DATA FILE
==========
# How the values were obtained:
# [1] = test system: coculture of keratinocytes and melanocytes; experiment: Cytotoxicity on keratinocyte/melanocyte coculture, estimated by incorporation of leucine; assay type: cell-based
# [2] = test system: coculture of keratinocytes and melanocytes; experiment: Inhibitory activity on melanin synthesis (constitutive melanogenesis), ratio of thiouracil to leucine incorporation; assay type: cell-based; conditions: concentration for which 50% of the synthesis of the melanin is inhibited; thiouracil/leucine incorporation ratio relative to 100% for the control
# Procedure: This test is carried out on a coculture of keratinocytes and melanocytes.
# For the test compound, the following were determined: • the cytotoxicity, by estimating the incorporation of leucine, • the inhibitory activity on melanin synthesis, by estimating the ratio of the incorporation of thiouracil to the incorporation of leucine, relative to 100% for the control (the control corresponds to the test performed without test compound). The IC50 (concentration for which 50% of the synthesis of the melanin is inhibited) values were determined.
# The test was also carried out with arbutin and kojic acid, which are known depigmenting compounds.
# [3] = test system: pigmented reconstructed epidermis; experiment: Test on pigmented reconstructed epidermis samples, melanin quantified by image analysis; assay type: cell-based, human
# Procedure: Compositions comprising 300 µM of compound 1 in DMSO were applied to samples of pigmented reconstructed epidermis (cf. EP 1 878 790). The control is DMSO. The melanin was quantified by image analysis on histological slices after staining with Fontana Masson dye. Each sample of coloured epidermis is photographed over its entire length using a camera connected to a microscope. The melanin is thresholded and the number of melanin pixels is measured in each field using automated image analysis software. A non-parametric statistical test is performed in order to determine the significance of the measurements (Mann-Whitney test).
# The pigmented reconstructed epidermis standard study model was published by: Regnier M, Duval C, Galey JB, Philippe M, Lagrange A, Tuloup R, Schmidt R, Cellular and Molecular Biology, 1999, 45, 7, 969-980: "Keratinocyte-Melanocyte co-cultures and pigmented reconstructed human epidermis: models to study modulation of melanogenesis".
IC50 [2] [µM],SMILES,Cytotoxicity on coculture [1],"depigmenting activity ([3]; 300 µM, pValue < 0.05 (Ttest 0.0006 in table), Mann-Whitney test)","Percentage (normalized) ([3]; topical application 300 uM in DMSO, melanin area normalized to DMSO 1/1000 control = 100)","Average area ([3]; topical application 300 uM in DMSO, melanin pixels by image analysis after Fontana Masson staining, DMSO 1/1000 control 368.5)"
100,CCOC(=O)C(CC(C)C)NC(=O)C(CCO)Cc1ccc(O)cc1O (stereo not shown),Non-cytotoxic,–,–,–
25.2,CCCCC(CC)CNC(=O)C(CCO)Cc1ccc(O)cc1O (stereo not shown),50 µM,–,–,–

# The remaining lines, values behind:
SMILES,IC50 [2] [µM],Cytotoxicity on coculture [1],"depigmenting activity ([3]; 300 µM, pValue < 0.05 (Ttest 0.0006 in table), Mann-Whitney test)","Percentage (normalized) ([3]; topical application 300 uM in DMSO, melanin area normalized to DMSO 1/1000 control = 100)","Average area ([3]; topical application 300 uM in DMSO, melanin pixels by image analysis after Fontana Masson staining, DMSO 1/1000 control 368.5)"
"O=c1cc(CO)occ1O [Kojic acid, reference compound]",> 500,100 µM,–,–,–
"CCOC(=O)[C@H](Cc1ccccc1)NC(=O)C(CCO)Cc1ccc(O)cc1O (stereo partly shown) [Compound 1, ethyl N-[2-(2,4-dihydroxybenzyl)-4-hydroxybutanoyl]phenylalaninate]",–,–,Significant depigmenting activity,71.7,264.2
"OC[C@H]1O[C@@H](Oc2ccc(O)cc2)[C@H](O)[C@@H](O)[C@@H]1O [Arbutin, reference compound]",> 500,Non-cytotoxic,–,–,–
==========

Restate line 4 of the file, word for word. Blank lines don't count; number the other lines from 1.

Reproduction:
# Procedure: This test is carried out on a coculture of keratinocytes and melanocytes.